A shy boy is unable to make friends in Yazoo City, Mississippi in 1942, until his parents give him a terrier puppy for his ninth birthday. The dog, which he names Skip, becomes well known and loved throughout the community and enriches the life of the boy, Willie, as he grows into manhood. Based on the best-selling Mississippi memoir by the late Willie Morris.Written by
One of Willie's friends in the movie is named Spit McGee. This was also the name of one of Willie's cats as an adult, and his life is featured in the book "My Cat Spit McGee". See more »
Dink is shown leaving for the war in 1942 wearing the insignia of the U.S. 65th Infantry Division, and later writes home from France. The 65th Division was a Pennsylvania unit, and did not deploy overseas until January 1945 and was not in combat until March 1945. See more »
I almost lost old Skip that day. Even as he was sleeping on the operating table, he was still teaching me. That day, I became a young man. Why, in childhood and youth, we wish time to pass so quickly. We want to grow up so fast. Yet, as adults, we wish just the opposite.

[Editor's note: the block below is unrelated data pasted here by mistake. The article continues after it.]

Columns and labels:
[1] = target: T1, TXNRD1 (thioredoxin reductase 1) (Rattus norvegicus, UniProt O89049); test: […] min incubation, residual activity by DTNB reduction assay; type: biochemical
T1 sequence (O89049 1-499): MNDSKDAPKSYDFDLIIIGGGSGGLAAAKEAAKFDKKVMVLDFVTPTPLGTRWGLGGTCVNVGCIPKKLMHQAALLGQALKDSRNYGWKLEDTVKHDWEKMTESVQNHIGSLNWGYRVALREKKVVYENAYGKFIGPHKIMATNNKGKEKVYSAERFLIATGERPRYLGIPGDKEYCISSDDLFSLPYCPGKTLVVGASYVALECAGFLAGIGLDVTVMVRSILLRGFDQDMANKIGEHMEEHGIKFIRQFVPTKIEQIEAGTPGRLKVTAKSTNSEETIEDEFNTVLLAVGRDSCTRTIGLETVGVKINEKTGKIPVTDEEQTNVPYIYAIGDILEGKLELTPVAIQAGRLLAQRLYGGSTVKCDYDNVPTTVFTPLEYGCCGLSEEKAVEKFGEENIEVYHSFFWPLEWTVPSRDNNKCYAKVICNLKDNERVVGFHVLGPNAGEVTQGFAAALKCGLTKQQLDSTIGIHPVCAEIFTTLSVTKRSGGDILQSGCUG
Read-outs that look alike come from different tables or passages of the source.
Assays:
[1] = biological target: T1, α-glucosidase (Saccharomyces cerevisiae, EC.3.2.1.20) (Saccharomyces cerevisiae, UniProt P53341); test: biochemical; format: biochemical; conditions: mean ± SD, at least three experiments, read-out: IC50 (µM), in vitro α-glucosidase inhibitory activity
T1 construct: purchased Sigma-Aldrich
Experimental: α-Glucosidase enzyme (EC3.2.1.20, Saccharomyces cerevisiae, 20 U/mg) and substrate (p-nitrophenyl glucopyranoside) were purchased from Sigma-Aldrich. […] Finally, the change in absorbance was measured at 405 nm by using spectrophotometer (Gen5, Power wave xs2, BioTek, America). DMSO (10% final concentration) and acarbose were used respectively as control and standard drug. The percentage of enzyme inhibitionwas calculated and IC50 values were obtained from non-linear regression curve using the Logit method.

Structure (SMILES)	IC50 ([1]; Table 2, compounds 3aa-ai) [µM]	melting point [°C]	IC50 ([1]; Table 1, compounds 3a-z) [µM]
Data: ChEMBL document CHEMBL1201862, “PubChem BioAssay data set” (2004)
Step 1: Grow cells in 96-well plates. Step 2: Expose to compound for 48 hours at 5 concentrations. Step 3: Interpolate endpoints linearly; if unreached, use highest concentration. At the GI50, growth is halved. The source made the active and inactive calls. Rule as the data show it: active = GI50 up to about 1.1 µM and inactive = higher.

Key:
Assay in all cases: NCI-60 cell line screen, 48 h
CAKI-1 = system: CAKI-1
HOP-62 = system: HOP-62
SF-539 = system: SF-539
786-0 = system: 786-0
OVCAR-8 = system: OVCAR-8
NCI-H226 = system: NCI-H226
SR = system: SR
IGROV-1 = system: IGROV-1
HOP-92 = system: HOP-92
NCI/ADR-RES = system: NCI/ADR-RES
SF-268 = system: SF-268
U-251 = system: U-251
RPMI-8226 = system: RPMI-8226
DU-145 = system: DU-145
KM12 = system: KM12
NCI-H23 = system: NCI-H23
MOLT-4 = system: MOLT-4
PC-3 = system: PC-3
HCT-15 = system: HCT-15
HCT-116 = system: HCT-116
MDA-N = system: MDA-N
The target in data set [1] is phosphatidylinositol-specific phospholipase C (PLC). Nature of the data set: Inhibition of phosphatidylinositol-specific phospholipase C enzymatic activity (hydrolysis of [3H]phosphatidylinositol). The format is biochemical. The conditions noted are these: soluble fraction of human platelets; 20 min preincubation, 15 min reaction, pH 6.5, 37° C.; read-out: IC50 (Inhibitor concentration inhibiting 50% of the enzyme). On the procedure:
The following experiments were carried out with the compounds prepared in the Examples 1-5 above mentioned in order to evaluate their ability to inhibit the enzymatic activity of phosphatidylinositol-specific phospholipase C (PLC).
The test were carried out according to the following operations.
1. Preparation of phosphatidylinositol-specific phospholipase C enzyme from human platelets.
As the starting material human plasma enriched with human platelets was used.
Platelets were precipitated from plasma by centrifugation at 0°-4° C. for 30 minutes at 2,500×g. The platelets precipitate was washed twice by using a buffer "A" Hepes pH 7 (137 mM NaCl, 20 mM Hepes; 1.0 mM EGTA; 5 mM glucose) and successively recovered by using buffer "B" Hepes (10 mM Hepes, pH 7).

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This movie sucked me in from the very beginning. I am a sucker for movies that depict childhood through the eyes of the child after they have become an adult. It is really about the powers of friendship and the rites of passage that mark our lives as we get older and move forward through life. Despite all the violence that permeates the movies, where the body count keeps going up, I was shaken when Willie strikes the dog during a baseball game. We all do things that we are ashamed of and this scene struck me as very realistic. In the end when Willie goes away to college and the dog is waiting at the bus stop for him, there is a permeating sadness that I occasionally feel when I think of things I loved that no longer exist. Damn movie made me cry.
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